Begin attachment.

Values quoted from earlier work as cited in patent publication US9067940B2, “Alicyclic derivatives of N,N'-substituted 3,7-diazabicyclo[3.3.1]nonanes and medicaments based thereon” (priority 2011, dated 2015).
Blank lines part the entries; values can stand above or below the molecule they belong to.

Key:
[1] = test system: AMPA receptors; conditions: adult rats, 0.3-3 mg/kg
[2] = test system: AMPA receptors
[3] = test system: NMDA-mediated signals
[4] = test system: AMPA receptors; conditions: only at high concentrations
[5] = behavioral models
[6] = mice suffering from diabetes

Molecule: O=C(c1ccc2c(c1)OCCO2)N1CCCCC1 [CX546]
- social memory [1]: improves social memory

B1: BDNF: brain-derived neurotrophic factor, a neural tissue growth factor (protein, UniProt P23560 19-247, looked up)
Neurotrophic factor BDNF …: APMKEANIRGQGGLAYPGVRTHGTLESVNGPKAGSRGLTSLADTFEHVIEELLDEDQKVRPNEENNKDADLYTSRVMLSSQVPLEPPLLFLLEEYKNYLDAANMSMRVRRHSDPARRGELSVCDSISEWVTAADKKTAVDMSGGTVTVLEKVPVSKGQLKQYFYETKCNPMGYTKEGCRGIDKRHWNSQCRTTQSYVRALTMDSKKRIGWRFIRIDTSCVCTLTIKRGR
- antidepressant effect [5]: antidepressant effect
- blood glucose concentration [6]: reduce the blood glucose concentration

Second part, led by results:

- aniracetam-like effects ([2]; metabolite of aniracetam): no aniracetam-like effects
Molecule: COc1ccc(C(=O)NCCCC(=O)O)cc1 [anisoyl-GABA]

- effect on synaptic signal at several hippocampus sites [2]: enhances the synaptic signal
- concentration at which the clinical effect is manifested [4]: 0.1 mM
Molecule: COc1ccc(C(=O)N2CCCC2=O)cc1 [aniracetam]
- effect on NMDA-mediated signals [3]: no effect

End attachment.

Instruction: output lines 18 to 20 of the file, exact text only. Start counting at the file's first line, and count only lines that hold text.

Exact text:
Molecule: COc1ccc(C(=O)NCCCC(=O)O)cc1 [anisoyl-GABA]

- effect on synaptic signal at several hippocampus sites [2]: enhances the synaptic signal
- concentration at which the clinical effect is manifested [4]: 0.1 mM